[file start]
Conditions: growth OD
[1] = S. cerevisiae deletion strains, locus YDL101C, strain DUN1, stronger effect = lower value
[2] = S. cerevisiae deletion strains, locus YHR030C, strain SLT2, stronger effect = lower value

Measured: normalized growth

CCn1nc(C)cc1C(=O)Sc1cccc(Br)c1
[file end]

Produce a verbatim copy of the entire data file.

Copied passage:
Conditions: growth OD
[1] = S. cerevisiae deletion strains, locus YDL101C, strain DUN1, stronger effect = lower value
[2] = S. cerevisiae deletion strains, locus YHR030C, strain SLT2, stronger effect = lower value

Measured: normalized growth

CCn1nc(C)cc1C(=O)Sc1cccc(Br)c1